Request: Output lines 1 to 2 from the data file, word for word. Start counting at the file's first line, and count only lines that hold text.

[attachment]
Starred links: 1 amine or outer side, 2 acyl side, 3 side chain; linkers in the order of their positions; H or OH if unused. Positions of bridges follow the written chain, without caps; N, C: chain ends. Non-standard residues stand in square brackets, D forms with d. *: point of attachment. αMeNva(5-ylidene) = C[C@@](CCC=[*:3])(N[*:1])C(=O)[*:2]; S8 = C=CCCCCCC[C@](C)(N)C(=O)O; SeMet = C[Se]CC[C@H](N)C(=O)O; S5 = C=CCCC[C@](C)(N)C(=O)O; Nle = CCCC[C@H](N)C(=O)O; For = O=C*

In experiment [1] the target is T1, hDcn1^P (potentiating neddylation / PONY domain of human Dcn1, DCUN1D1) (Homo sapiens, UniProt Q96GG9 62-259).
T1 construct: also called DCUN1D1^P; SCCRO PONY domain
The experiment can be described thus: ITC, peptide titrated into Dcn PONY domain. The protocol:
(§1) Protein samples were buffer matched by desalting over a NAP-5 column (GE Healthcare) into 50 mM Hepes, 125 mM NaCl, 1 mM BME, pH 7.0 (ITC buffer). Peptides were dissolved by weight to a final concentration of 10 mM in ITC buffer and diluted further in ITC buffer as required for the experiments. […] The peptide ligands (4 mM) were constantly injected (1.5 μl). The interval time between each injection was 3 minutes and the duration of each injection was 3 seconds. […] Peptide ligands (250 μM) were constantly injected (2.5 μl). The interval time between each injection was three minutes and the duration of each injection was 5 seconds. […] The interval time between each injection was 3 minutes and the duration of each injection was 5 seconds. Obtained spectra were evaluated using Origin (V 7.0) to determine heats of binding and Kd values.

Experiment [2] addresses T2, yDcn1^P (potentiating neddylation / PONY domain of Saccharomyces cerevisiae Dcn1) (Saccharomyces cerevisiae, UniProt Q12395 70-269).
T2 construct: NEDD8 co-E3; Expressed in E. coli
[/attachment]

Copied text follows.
Starred links: 1 amine or outer side, 2 acyl side, 3 side chain; linkers in the order of their positions; H or OH if unused. Positions of bridges follow the written chain, without caps; N, C: chain ends. Non-standard residues stand in square brackets, D forms with d. *: point of attachment. αMeNva(5-ylidene) = C[C@@](CCC=[*:3])(N[*:1])C(=O)[*:2]; S8 = C=CCCCCCC[C@](C)(N)C(=O)O; SeMet = C[Se]CC[C@H](N)C(=O)O; S5 = C=CCCC[C@](C)(N)C(=O)O; Nle = CCCC[C@H](N)C(=O)O; For = O=C*

In experiment [1] the target is T1, hDcn1^P (potentiating neddylation / PONY domain of human Dcn1, DCUN1D1) (Homo sapiens, UniProt Q96GG9 62-259).